Step 4: So that the sling remains folded sew a 6″or 15 cm line. This section usually sits on your shoulder.

Step 5: Make a hem around one bottom.

Optional: Want a longer sling? Simply measure from your shoulder to your hip and double it to get the original length measurement.

Liked this project? Subscribe to our weekly newsletter and get more like this!

This project shows you how to make a baby sling wrap using a very simple sewing pattern.

Baby Sling – Pouch

What you need

Stretch Poplin
Sewing Machine



Instructions

Step 1: Download this free baby sling pattern.

Follow the general shape of the pattern to create a piece 58″ inch (148 cm) long and 21″ inch (53 1/2 cm) wide.

Step 2: Fold along the dotted line then fold in half.

Step 3: Sew along the curved edge and use a double stitch for strength as this section will take the main weight of the baby.

Step 4: So that the sling remains folded sew a 6″or 15 cm line. This section usually sits on your shoulder.

Step 5: Make a hem around one bottom.

Optional: Want a longer sling? Simply measure from your shoulder to your hip and double it to get the original length measurement.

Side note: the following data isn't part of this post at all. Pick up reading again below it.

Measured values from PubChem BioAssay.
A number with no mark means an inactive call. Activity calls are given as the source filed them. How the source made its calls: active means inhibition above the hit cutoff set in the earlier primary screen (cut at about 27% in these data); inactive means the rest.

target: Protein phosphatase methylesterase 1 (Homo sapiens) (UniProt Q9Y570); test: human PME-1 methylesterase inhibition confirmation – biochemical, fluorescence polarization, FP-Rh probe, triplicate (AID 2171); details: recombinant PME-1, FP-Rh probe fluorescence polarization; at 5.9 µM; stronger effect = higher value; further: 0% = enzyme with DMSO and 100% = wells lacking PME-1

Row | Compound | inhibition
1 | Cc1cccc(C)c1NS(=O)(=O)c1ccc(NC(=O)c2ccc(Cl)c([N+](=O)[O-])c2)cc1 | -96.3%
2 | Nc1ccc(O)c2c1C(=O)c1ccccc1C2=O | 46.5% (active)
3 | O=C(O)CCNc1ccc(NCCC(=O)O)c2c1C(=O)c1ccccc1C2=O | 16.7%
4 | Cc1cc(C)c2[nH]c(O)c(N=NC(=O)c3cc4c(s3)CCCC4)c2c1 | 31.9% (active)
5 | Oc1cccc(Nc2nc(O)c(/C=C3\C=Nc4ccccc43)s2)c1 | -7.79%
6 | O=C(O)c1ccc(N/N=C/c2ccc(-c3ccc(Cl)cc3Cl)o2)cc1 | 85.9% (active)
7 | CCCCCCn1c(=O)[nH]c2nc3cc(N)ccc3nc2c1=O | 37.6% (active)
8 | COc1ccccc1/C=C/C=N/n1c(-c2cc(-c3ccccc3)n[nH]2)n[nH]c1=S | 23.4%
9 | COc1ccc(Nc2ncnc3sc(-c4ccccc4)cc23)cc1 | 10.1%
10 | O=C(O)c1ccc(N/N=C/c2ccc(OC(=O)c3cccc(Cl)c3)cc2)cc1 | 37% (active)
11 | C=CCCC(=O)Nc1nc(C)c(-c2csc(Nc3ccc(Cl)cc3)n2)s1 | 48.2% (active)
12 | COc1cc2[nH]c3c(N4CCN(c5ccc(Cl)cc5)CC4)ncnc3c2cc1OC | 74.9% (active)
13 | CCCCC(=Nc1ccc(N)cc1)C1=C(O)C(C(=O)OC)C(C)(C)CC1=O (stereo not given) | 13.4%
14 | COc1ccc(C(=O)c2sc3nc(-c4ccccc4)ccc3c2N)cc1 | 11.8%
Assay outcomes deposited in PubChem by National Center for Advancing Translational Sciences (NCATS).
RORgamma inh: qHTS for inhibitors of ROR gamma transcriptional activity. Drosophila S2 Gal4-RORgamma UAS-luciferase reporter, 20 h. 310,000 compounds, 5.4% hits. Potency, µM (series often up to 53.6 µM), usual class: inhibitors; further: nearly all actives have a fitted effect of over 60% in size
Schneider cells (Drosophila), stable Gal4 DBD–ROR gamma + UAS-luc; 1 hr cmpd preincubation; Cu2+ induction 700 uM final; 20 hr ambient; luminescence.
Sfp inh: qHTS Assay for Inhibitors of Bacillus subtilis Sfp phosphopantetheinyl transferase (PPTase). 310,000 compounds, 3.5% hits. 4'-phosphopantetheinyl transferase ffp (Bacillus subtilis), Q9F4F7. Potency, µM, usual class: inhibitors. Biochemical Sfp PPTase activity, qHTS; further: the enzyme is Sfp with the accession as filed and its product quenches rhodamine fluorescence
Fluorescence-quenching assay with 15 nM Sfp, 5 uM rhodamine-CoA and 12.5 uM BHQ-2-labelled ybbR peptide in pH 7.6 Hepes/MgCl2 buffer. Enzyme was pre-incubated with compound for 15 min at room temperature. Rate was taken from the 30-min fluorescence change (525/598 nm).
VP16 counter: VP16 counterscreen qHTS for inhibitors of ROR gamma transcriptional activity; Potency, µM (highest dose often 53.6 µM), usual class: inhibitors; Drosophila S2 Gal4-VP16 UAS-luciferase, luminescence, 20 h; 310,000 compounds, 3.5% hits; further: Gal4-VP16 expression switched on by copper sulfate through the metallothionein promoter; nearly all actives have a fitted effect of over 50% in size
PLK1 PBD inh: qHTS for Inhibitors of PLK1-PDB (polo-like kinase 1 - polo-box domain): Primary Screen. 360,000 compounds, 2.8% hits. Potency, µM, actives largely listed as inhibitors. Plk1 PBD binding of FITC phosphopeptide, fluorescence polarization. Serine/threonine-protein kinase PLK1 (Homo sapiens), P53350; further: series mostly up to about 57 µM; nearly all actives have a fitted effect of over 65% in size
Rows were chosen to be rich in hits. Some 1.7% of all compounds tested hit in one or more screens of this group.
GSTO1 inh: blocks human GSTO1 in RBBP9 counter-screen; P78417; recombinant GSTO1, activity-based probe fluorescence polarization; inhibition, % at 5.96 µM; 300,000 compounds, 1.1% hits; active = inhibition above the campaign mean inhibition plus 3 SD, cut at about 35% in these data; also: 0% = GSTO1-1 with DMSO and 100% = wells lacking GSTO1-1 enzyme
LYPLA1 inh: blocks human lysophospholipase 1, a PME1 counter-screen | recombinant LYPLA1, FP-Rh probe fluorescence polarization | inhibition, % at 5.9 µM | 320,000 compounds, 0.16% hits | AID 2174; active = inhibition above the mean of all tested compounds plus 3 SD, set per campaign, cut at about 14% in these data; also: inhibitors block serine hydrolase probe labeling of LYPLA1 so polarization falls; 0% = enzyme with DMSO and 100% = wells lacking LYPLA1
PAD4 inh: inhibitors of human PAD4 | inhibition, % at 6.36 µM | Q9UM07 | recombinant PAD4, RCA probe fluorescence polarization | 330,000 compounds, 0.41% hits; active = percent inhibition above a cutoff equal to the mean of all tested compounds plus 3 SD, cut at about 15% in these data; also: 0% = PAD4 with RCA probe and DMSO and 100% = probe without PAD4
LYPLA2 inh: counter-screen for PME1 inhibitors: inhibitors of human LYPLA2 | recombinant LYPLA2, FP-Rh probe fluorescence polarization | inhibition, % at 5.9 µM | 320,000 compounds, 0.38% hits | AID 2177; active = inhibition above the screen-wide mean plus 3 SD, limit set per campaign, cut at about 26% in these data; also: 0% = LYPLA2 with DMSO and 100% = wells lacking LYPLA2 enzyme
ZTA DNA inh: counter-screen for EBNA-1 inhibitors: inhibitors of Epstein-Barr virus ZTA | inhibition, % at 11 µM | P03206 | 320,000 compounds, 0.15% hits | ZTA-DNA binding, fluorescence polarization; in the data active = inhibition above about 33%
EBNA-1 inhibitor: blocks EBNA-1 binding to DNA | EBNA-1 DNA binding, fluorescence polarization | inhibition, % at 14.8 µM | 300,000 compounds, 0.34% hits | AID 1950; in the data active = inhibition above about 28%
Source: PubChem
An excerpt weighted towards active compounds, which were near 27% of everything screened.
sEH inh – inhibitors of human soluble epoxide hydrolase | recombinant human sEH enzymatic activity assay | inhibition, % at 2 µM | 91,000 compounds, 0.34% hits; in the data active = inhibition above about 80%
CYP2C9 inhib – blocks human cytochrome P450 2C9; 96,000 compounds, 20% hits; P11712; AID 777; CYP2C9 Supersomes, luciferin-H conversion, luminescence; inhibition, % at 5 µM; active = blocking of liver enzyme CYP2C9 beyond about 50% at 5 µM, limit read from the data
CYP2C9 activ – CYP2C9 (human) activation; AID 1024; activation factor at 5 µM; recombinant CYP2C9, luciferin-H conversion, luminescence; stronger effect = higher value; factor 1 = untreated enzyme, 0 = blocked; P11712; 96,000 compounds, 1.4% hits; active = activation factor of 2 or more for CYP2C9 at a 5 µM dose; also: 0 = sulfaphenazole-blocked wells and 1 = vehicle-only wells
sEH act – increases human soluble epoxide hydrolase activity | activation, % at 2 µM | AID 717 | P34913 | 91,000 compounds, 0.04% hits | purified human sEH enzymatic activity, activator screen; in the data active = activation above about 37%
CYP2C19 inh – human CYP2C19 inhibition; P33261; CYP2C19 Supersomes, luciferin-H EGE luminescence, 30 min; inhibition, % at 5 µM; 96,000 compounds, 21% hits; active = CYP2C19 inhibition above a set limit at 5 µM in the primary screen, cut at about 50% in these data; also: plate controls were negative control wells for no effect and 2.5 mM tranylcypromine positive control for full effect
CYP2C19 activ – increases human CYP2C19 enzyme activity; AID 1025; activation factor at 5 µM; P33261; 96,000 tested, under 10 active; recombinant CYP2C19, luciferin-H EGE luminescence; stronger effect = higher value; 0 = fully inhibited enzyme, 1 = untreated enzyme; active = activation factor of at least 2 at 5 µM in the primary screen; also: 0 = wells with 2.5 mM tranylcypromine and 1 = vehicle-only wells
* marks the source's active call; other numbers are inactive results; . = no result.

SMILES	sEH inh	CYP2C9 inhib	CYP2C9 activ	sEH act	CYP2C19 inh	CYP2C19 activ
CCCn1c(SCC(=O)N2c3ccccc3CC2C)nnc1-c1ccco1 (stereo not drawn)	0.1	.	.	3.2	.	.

Liked this project? Subscribe to our weekly newsletter and get more like this!

Baby Sling – Pouch

This project shows you how to make a baby sling wrap using a very simple sewing pattern.

Baby Sling – Pouch

What you need

Stretch Poplin
Sewing Machine



Instructions

Step 1: Download this free baby sling pattern.

Follow the general shape of the pattern to create a piece 58″ inch (148 cm) long and 21″ inch (53 1/2 cm) wide.

Step 2: Fold along the dotted line then fold in half.

Step 3: Sew along the curved edge and use a double stitch for strength as this section will take the main weight of the baby.

Step 4: So that the sling remains folded sew a 6″or 15 cm line. This section usually sits on your shoulder.

Step 5: Make a hem around one bottom.

Optional: Want a longer sling? Simply measure from your shoulder to your hip and double it to get the original length measurement.

Liked this project? Subscribe to our weekly newsletter and get more like this!


Comments